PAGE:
Can you make “believers” out of potential readers?

What do we mean by the line above? Why “believers?”

If you’re a writer of nonfiction, writing well simply isn’t enough to get people to buy your book. Nonfiction requires authors with deep knowledge of their subject matter, an authoritative voice, and unquestionable credentials. Do you have those?

Let’s try an experiment. Write a short bio for yourself – just like the one you’d expect to see on the dust jacket of a book. Now step back and take a look. Do you mention your spouse, children, hobbies, or where you went to school? In most cases, these are all irrelevant (unless, for example, you’re writing a book about legal issues and you just happened to go to Harvard Law School).

If you want readers to “believe” that what you have to say is trustworthy, then you need to:

  1. take whatever steps necessary to ensure that you are the authority your book requires to be taken seriously, and
  2. spell out clearly the details that illustrate your expertise.

Writing the book was hard work. Give your bio the same level of care and attention.

Learning from Real-Life Examples

In recent days, I’ve had two conversations with nonfiction authors who were challenged to write bios for their books and in both cases, they focused on their personal histories first, followed by information relevant to the books they were writing.

Example One: Adjust the Focus

The first author I spoke with was very proud of his book collection, as well as the fact that he’d been a lifelong resident of Maine. Interesting, yes, but the book he was trying to sell was a guide to adventure travel in Colorado. It was only after noting details about his hobbies and home life that the author mentioned his experience as a hiker and competitive fly fisherman. With a quick revision of the bio, the focus was rightfully put on his outdoor adventure experience, with his rustic, literary life in Maine no more than supporting detail.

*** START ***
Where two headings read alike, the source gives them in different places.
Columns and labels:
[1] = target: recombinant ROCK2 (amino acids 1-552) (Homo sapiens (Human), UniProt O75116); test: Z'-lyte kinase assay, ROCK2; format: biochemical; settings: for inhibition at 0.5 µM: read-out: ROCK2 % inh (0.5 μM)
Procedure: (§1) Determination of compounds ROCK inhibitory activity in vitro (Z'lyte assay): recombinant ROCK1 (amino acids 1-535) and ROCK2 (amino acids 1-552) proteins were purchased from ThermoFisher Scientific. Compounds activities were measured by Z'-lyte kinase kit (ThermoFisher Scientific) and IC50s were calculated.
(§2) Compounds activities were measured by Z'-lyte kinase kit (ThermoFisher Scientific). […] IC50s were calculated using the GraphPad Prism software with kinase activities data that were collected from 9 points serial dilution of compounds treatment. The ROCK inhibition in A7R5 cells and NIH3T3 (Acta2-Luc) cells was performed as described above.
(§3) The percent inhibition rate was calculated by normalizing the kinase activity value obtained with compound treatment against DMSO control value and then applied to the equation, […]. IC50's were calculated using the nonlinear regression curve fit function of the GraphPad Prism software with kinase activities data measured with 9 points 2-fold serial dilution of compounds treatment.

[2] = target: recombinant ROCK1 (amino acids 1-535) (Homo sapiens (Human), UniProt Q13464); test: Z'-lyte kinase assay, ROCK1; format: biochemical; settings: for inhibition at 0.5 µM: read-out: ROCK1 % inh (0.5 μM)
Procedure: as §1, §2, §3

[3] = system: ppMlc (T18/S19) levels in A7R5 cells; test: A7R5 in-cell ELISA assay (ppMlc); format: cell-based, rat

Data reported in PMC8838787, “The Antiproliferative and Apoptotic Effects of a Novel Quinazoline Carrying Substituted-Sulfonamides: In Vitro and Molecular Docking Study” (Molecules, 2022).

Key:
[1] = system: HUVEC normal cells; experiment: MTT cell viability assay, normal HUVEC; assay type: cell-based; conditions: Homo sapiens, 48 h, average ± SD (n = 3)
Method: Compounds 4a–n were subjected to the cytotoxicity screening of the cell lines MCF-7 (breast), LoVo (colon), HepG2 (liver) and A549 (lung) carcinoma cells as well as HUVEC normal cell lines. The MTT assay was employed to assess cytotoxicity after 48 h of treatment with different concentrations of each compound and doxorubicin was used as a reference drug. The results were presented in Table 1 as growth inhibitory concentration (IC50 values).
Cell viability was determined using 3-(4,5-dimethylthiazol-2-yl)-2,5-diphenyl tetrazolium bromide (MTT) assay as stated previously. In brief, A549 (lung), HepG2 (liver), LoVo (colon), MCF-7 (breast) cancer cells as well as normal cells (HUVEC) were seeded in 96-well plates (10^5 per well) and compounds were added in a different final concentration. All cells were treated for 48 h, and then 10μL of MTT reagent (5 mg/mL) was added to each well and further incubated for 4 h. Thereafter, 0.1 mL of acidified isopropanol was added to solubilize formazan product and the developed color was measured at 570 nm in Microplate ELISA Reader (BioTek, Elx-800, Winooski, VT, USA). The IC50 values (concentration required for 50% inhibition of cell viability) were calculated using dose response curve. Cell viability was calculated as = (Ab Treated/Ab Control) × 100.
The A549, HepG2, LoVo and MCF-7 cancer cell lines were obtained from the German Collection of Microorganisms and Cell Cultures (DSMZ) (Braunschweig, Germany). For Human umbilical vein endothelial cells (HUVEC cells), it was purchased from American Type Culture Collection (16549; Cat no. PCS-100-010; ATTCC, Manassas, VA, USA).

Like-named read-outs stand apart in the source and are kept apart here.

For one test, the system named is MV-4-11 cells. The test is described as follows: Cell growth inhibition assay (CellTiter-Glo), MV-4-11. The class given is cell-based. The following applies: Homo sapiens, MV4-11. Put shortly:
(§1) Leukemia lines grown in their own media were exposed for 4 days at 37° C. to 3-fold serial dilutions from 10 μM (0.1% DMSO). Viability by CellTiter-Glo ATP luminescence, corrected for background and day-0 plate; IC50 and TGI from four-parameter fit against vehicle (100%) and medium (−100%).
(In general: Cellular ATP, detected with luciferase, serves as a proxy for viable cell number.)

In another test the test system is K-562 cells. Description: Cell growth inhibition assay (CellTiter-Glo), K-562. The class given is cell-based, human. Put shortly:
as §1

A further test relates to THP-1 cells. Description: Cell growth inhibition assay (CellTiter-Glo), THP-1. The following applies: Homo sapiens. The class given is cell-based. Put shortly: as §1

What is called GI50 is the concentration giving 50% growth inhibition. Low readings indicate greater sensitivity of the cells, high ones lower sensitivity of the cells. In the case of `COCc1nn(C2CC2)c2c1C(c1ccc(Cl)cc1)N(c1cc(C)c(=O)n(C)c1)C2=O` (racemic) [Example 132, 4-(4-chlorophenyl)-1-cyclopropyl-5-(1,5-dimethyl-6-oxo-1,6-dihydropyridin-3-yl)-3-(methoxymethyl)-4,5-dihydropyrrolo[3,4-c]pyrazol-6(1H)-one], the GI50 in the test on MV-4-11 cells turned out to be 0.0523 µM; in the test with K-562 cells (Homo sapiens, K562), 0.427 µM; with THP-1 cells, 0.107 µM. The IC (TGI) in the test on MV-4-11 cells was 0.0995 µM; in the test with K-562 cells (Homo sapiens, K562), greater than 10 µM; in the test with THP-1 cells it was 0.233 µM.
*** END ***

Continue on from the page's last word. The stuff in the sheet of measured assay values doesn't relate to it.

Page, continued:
The “believability” factor can apply to fiction as well. John Grisham is a lawyer. Michael Crichton was a scientist. These backgrounds lend credibility to their fiction.

Example Two: Highlight What’s Relevant

The second author mentioned above had written a mystery. Her bio focused on family life, school, etc. The final line of her bio, however, mentioned very briefly that for many years she’d done research for a law firm. It was an almost throwaway tidbit, buried in the larger bio. With a little prodding, I learned that she’d been conducting such research for decades and had seen all manner of case files and incident reports. With only a slight change, her bio became much more relevant to the story at hand – and a much more compelling reason for readers to believe that she would be able to craft a mystery with authority and the experience of an insider.

Consider that bio you wrote in the exercise above. Is it focused on the best possible experiences of your life, relative to the book you are trying to sell? If not, consider rewriting or getting help from an editor.

Stick to the Facts

Oh, and just so we’re clear – your bio needs to be 100% accurate. Choosing to change the emphasis of your bio so that it’s more relevant to the work you are trying to sell is acceptable. “Enhancing” your bio to make it sound like you have more experience than you do is not. Now get to it!